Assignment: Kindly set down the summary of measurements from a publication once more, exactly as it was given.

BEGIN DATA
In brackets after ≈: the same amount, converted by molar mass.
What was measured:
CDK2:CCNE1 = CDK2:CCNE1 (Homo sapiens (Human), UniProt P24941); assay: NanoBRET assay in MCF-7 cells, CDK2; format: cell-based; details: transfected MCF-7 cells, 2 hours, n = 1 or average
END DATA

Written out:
In brackets after ≈: the same amount, converted by molar mass.
What was measured:
CDK2:CCNE1 = CDK2:CCNE1 (Homo sapiens (Human), UniProt P24941); assay: NanoBRET assay in MCF-7 cells, CDK2; format: cell-based; details: transfected MCF-7 cells, 2 hours, n = 1 or average